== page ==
The birth of Jesus was announced to lowly shepherds.
Think about it.
The King of kings and Lord of lords had arrived on earth, the Son of God, the promised Messiah come to save mankind from sin and death. And His birth was announced to the lowest class in Israeli society.
Perhaps the shepherds needed a Savior most. Perhaps they would receive Him more readily. Perhaps they’d be more likely to spread the news with joyful abandon. Perhaps God loves best the one’s society loves least.
Or perhaps the announcement came to the shepherds as a simple but revolutionary message—God’s gift of salvation is offered to everyone. Everyone. Dirty uneducated shepherds, splendid learned Magi, and all of us in-between. The gospel message is simple enough for a three-year-old to comprehend and accept—“Jesus loves me, this I know”—and complex and deep enough for the brightest scholar to be dazzled by new insights every day.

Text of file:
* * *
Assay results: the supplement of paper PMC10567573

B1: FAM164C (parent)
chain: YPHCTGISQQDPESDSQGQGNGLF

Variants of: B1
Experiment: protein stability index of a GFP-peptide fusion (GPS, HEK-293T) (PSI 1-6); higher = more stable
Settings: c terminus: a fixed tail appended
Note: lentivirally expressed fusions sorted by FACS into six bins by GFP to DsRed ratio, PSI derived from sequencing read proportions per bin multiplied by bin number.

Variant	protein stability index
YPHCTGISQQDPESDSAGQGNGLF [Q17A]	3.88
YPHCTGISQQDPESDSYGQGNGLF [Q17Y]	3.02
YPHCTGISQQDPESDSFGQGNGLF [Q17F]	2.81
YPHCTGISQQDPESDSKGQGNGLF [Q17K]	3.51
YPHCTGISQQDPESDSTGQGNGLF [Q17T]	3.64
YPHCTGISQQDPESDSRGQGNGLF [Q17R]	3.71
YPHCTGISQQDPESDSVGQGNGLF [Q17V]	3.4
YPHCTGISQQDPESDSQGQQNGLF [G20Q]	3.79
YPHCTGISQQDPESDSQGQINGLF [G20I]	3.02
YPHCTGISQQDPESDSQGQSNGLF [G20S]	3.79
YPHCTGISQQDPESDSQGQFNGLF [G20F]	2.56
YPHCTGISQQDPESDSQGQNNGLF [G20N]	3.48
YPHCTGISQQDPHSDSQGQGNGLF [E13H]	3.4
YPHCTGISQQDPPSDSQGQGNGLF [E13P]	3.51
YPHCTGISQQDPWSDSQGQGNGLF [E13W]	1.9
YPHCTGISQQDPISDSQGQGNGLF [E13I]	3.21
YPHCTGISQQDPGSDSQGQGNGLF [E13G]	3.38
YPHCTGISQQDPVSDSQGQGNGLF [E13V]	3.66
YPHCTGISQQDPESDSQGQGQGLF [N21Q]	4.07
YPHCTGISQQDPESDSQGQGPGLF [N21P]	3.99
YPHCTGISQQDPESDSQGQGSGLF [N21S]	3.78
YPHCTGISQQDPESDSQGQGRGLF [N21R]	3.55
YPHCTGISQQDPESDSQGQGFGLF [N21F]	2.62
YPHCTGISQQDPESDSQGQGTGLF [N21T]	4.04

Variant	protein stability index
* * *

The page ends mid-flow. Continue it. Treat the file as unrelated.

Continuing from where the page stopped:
Hail the heav’n born Prince of peace! Hail the Sun of Righteousness!
Light and life to all He brings, Ris’n with healing in His wings;
Mild He lays His glory by, Born that man no more may die,
Born to raise the sons of earth, Born to give them second birth;
Hark! the herald angels sing, “Glory to the newborn King.”